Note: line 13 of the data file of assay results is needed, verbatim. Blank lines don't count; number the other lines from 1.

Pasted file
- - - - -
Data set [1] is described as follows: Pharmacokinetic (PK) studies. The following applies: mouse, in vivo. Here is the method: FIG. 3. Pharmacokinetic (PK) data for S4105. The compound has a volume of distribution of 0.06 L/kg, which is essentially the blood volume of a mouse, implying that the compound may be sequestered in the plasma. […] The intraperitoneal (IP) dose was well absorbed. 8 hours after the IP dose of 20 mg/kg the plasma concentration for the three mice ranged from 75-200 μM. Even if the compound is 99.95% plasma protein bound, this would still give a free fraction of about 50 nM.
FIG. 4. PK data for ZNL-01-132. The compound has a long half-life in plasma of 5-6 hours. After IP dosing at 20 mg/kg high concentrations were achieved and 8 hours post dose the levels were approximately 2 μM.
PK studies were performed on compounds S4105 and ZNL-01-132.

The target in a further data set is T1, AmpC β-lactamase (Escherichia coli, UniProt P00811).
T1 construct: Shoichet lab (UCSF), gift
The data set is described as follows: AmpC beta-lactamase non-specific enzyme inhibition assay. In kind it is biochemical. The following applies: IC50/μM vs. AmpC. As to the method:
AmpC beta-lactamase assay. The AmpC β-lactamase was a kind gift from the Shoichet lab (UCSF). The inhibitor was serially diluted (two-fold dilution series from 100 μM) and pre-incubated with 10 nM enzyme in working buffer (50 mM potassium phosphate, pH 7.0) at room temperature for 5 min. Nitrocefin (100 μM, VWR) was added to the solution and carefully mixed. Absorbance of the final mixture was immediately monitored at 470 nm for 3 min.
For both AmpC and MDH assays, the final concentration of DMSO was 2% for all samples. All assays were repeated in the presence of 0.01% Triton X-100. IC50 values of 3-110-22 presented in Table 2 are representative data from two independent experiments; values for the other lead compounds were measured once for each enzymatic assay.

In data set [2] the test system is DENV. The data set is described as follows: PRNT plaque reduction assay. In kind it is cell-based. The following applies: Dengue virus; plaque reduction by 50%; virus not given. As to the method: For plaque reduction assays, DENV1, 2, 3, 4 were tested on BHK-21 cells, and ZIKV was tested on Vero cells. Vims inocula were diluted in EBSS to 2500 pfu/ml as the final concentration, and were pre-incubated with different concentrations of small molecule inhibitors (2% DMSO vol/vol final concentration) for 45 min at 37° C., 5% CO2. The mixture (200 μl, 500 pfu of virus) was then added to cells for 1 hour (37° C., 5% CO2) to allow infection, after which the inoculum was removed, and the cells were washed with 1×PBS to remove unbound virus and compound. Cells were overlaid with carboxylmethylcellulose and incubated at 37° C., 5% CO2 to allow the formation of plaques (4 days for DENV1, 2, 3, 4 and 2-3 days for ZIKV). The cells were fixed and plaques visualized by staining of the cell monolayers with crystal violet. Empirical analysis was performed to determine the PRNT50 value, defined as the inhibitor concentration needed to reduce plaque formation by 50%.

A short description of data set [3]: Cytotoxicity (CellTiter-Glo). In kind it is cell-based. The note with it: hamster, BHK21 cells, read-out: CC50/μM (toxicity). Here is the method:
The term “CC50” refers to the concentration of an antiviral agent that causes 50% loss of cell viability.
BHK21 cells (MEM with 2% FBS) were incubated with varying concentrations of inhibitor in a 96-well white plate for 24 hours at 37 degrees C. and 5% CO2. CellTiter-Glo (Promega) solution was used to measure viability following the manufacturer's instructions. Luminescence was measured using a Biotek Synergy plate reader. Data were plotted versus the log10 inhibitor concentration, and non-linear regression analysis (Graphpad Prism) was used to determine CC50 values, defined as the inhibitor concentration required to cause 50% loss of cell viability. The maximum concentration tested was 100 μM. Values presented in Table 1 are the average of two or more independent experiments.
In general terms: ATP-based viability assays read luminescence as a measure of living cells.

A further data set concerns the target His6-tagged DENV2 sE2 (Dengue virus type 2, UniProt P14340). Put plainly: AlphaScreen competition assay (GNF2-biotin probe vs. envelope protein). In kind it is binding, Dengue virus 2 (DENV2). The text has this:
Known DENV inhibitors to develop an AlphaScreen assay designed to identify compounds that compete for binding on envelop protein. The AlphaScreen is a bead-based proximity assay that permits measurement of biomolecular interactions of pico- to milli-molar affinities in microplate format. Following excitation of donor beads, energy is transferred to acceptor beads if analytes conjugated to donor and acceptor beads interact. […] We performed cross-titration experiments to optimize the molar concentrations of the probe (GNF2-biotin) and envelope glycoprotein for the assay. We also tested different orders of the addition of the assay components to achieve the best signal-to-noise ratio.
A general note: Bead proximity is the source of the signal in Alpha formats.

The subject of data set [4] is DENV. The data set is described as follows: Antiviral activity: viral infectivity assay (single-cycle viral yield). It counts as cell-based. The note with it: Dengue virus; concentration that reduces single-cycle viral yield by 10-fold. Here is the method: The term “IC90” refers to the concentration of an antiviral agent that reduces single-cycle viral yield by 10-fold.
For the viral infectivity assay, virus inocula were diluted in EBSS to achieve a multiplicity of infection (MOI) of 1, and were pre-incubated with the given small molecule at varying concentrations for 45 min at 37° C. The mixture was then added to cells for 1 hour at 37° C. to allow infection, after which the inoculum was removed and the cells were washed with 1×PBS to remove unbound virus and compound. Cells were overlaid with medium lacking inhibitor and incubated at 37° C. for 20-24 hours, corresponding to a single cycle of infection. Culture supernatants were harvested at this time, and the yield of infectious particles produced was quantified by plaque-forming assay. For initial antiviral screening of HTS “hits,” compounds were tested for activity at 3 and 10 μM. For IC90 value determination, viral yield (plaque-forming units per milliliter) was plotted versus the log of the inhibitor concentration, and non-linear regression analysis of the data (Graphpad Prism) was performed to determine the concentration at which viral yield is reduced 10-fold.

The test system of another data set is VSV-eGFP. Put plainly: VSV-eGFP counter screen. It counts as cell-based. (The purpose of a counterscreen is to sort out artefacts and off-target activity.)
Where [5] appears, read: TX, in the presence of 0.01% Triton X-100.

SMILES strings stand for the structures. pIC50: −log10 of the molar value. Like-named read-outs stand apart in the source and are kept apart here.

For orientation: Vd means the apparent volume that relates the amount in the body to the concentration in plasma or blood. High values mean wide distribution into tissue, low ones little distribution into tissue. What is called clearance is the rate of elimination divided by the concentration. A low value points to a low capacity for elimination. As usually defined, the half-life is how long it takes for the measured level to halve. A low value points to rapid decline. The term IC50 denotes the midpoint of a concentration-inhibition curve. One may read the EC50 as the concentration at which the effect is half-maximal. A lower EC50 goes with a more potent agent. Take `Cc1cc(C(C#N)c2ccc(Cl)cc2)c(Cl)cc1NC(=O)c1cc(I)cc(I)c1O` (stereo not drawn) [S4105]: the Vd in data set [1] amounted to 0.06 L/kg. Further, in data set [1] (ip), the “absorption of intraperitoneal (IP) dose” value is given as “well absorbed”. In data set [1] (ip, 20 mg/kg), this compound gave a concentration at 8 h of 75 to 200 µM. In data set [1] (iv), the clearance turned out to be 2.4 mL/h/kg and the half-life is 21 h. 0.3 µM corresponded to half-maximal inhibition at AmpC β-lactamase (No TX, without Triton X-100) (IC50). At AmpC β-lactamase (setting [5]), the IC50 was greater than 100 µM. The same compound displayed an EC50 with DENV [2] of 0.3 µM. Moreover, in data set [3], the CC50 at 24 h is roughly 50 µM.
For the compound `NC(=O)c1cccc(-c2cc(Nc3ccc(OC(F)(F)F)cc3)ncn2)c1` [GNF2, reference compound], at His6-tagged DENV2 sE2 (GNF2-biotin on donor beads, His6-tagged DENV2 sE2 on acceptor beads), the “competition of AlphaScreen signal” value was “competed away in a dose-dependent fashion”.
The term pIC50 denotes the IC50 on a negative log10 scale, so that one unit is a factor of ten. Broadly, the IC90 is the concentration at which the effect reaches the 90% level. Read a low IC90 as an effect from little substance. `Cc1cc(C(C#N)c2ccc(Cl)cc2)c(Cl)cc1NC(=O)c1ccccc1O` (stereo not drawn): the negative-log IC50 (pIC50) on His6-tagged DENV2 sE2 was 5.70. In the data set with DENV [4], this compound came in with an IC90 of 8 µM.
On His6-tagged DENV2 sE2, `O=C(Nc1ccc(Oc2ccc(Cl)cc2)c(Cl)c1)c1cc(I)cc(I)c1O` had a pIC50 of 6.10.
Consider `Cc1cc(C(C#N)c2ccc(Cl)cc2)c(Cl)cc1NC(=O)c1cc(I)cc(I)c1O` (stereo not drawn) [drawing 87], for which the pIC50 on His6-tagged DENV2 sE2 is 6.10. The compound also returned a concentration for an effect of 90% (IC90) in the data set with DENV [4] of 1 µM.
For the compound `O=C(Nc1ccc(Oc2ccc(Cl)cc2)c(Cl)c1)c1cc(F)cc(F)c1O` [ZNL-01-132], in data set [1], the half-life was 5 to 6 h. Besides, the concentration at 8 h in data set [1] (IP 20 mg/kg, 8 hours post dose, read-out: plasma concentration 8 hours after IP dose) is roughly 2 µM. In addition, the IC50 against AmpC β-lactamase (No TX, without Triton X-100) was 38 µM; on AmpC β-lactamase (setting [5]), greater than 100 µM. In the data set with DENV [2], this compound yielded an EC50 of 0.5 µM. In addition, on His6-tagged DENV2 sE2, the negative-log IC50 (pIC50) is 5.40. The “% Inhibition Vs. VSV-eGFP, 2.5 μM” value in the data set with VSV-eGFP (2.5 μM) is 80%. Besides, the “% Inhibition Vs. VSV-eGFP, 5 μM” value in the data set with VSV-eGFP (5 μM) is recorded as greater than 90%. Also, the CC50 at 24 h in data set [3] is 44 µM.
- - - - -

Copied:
In general terms: ATP-based viability assays read luminescence as a measure of living cells.